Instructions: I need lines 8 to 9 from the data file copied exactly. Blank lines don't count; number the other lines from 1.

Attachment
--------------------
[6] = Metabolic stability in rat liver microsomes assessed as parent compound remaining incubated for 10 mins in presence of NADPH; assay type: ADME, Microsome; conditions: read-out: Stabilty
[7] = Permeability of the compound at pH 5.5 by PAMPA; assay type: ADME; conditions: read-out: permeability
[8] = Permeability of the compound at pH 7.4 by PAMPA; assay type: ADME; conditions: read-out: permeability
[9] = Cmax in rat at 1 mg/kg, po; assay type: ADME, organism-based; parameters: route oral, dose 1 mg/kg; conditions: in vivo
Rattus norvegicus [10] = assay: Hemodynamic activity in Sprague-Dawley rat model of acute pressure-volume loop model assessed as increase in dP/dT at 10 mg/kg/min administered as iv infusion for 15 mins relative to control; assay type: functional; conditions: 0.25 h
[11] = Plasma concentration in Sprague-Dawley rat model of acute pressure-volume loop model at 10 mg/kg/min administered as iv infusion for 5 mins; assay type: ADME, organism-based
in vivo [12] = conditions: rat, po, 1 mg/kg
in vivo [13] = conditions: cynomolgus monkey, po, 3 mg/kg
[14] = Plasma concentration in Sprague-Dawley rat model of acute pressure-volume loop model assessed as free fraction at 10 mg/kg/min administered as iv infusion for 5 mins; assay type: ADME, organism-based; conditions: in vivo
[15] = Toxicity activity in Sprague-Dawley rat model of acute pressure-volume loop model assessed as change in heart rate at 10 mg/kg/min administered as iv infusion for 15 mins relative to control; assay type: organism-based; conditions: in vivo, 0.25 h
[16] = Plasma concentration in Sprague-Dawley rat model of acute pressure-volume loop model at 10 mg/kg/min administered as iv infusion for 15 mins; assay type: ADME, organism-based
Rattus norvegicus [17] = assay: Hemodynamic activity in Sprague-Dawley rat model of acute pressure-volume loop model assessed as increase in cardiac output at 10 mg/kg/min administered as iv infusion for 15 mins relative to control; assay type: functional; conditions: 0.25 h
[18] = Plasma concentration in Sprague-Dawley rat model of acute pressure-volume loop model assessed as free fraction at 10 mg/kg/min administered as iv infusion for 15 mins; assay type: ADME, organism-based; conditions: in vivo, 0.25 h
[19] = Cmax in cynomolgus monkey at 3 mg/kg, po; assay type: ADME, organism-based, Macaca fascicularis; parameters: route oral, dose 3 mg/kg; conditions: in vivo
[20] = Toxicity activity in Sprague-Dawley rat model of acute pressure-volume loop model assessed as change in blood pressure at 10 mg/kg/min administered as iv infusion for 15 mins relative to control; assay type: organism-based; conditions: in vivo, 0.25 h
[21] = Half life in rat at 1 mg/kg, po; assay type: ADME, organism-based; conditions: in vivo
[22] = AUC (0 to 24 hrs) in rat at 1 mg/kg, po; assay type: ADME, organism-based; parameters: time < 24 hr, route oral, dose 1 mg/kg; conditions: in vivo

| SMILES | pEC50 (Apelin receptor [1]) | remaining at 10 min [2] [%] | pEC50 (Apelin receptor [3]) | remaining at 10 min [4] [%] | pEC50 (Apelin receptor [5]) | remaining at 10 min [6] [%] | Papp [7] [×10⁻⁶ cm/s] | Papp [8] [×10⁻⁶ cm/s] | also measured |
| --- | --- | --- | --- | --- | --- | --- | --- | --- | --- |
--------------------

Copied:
in vivo [13] = conditions: cynomolgus monkey, po, 3 mg/kg
[14] = Plasma concentration in Sprague-Dawley rat model of acute pressure-volume loop model assessed as free fraction at 10 mg/kg/min administered as iv infusion for 5 mins; assay type: ADME, organism-based; conditions: in vivo